Why You Should Be Using Multi-Factor Authentication to Prevent Data Breaches

Passwords have been around since the beginning of the computer age. And in all that time, they still pose one of the biggest risks to cybersecurity.

Users adopting poor password practices, hackers stealing databases of login credentials, and phishing attacksdesigned to capture cloud logins are threats that businesses in North Carolina and the rest of the country face daily.

80% of hacking-related data breaches are due to compromised passwords.

Yet, passwords are still very much needed to get into cloud applications, remote login accounts, emails, and just about everything else used online. This reliance on passwords has led to users adopting habits that invite credential theft and reduce IT security. These include:

  • Reusing passwords across multiple work and personal accounts
  • Storing passwords insecurely (sticky notes, plain text documents, etc.)
  • Using weak passwords
  • Never changing their passwords

While password management applications can provide some help to strengthen passwords and ensure they’re not being reused, they can’t stop a hacker from getting into a database of user credentials and then exploiting it.

Some of the biggest data breaches recently exposing account information of users included names like Marriott, T-Mobile, and CafePress.

Once a hacker has a username and password, the tool that’s most able to stop them is the use of multi-factor authentication (MFA).

How Effective is Using a Second Factor of Authentication?

Multi-factor authentication is most commonly implemented as a text or device prompt with a 6-digit code being received upon login. That code then has to be entered within 5-10 minutes for the user to be granted access to the application.

This stops a hacker in their tracks because they are not typically going to have access to the device that receives the code. 

The way most MFA systems are set up, you enter your login and then click a button to send the code. If a hacker does this, a user is automatically alerted that someone is trying to gain access to their account.

You would think more people would use MFA, but some employees don’t like taking that extra step. A surprising 56% of individuals using a personal device to access business data don’t use multi-factor authentication. Nearly a quarter (23%) of people find MFA inconvenient.

But for a few seconds of “inconvenience” you can block nearly all account hacks. 

MFA is very effective at stopping credential theft and password hacks, which makes it a vital addition to any company’s data security strategy.

Microsoft States MFA is 99.9% Effective

Microsoft’s cloud services see millions of attempted account hacks every day. They state that taking the simple action of enabling multi-factor authentication can stop 99.9% of those attacks.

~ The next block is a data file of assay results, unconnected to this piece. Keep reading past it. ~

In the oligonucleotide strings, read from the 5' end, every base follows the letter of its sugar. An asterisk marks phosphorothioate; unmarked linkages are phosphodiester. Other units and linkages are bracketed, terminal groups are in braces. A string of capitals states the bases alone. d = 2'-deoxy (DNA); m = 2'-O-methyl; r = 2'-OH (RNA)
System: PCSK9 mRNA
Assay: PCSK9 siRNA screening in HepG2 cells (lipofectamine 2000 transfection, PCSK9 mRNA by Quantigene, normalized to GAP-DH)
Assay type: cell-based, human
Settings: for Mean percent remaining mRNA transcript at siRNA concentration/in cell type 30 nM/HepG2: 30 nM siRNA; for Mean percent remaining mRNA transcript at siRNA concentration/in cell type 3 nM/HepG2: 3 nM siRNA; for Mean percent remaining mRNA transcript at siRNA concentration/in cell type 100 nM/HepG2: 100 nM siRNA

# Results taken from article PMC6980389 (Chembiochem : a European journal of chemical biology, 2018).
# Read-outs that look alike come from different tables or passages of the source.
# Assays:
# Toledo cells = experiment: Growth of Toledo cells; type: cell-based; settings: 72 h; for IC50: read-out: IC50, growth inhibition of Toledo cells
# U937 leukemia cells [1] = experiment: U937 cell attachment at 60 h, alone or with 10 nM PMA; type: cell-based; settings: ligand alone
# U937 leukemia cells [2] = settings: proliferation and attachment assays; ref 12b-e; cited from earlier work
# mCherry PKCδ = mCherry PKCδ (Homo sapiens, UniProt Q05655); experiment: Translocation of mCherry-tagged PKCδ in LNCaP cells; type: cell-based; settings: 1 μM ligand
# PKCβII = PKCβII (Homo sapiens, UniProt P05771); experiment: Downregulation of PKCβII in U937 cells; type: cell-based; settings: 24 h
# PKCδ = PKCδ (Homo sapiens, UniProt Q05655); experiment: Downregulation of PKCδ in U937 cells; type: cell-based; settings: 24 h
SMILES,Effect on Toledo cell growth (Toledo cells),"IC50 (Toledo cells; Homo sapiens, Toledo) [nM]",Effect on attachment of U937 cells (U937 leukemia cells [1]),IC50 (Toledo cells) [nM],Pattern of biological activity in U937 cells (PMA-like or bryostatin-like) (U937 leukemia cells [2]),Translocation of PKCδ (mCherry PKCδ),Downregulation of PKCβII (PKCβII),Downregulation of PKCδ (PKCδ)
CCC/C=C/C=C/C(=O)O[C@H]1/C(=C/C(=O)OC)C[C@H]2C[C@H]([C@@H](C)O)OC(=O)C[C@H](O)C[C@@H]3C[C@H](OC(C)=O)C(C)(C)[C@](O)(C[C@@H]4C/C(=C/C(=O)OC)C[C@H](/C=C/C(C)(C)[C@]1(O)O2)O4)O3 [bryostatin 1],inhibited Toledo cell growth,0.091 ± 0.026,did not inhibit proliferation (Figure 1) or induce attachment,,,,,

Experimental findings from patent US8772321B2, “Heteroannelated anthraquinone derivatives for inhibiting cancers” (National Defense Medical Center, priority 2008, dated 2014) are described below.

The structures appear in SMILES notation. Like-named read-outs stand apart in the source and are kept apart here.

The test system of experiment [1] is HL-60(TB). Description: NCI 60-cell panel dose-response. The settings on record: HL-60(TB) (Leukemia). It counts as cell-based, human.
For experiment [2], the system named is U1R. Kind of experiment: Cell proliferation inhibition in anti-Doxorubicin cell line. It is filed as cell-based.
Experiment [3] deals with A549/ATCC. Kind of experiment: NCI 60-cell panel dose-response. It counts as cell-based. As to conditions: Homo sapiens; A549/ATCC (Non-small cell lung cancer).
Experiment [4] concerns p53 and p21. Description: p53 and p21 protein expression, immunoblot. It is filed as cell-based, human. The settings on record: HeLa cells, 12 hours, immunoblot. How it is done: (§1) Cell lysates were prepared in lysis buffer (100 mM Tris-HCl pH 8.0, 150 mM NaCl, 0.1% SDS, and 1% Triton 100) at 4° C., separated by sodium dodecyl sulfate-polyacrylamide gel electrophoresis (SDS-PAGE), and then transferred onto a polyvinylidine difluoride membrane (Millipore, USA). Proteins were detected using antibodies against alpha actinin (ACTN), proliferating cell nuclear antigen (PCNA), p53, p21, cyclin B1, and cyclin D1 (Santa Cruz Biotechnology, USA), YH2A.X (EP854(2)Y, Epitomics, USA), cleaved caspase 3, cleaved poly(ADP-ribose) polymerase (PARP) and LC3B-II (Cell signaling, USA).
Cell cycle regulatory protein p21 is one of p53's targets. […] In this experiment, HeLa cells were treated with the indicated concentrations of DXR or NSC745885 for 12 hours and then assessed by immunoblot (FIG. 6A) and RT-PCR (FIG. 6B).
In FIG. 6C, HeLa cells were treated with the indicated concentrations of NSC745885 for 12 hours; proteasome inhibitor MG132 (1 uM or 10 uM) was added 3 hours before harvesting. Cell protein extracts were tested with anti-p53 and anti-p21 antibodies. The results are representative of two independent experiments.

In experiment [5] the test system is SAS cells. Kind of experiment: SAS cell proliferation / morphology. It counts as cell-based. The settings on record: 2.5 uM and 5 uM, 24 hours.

Google States MFA is 100% Effective in Most Cases

In a study that Google participated in, they looked not only at multi-factor authentication as a whole, but also the effectiveness against different types of attacks and using different notification types.

In most cases, MFA was 100% effective, with the lowest percentage of effectivness being 76%. Here is the data:

  • Using an on-device prompt to receive the code:
    • 100% of automated bot attacks stopped
    • 99% of bulk phishing attacks stopped
    • 90% of targeted attacks stopped
  • Using an SMS to receive the code:
    • 100% of automated bot attacks stopped
    • 96% of bulk phishing attacks stopped
    • 76% of targeted attacks stopped
  • Using a security key to receive the code:
    • 100% of automated bot attacks stopped
    • 100% of bulk phishing attacks stopped
    • 100% of targeted attacks stopped

Using Single Sign-On Can Reduce MFA Inconvenience 

How can you implement multi-factor authentication with the least amount of inconvenience to your users? By using an application that allows for a single sign-on (SSO) experience.

This means that instead of your users needing to go through the MFA process several times a day as they sign into different business apps, they can sign into a master application.

You can use multi-factor authentication with the SSO app, so employees only need to go through the process once. The SSO app uses a cookie that is device and browser-based to approve the user to automatically be logged into their other business applications. 

This creates a more unified login experience and significantly reduces any user push back on MFA interrupting their workflow.

Where should businesses use MFA?

On any application or website that uses a login. From your Microsoft 365 to MailChimp to Salesforce, companies should be securing every login their employees use with MFA.

Can MFA be used with a password manager?

Yes. You can use both a password management application and multi-factor authentication to ensure you’re completely covered when it comes to password and credential security.

Get Help from RCOR for Credential Security Solutions

From single sign-on solutions to helping you enable MFA companywide, RCOR can assist your North Carolina business to ensure your accounts are properly protected.

Contact us today to schedule an IT security consultation. Call 919-263-5570 or contact us online.